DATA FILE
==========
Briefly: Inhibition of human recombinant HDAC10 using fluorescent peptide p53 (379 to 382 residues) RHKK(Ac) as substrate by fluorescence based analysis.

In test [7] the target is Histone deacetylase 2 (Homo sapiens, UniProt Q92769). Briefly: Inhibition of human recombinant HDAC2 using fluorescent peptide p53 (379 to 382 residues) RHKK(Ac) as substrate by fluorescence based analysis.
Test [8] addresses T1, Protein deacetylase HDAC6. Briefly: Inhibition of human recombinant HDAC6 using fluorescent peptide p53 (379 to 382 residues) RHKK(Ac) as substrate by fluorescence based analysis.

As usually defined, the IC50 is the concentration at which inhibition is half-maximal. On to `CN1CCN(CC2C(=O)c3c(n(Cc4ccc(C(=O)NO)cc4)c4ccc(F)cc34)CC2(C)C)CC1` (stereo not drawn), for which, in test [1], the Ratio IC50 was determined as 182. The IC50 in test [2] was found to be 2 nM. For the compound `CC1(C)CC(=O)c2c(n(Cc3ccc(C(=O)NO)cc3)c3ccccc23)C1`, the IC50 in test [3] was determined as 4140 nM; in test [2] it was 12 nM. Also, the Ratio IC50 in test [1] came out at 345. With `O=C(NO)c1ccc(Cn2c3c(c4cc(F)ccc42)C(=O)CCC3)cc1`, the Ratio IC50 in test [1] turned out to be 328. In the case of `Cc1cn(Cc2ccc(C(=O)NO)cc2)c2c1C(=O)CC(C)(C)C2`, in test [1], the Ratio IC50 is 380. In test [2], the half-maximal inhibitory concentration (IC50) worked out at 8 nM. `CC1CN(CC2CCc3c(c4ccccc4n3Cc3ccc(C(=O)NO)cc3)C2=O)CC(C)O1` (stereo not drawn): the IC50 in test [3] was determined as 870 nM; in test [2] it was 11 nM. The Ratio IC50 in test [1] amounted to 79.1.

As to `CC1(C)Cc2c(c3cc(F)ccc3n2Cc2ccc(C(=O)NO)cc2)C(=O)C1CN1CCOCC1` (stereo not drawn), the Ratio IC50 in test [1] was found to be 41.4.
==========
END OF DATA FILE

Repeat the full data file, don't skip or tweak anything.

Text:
Briefly: Inhibition of human recombinant HDAC10 using fluorescent peptide p53 (379 to 382 residues) RHKK(Ac) as substrate by fluorescence based analysis.

In test [7] the target is Histone deacetylase 2 (Homo sapiens, UniProt Q92769). Briefly: Inhibition of human recombinant HDAC2 using fluorescent peptide p53 (379 to 382 residues) RHKK(Ac) as substrate by fluorescence based analysis.
Test [8] addresses T1, Protein deacetylase HDAC6. Briefly: Inhibition of human recombinant HDAC6 using fluorescent peptide p53 (379 to 382 residues) RHKK(Ac) as substrate by fluorescence based analysis.

As usually defined, the IC50 is the concentration at which inhibition is half-maximal. On to `CN1CCN(CC2C(=O)c3c(n(Cc4ccc(C(=O)NO)cc4)c4ccc(F)cc34)CC2(C)C)CC1` (stereo not drawn), for which, in test [1], the Ratio IC50 was determined as 182. The IC50 in test [2] was found to be 2 nM. For the compound `CC1(C)CC(=O)c2c(n(Cc3ccc(C(=O)NO)cc3)c3ccccc23)C1`, the IC50 in test [3] was determined as 4140 nM; in test [2] it was 12 nM. Also, the Ratio IC50 in test [1] came out at 345. With `O=C(NO)c1ccc(Cn2c3c(c4cc(F)ccc42)C(=O)CCC3)cc1`, the Ratio IC50 in test [1] turned out to be 328. In the case of `Cc1cn(Cc2ccc(C(=O)NO)cc2)c2c1C(=O)CC(C)(C)C2`, in test [1], the Ratio IC50 is 380. In test [2], the half-maximal inhibitory concentration (IC50) worked out at 8 nM. `CC1CN(CC2CCc3c(c4ccccc4n3Cc3ccc(C(=O)NO)cc3)C2=O)CC(C)O1` (stereo not drawn): the IC50 in test [3] was determined as 870 nM; in test [2] it was 11 nM. The Ratio IC50 in test [1] amounted to 79.1.

As to `CC1(C)Cc2c(c3cc(F)ccc3n2Cc2ccc(C(=O)NO)cc2)C(=O)C1CN1CCOCC1` (stereo not drawn), the Ratio IC50 in test [1] was found to be 41.4.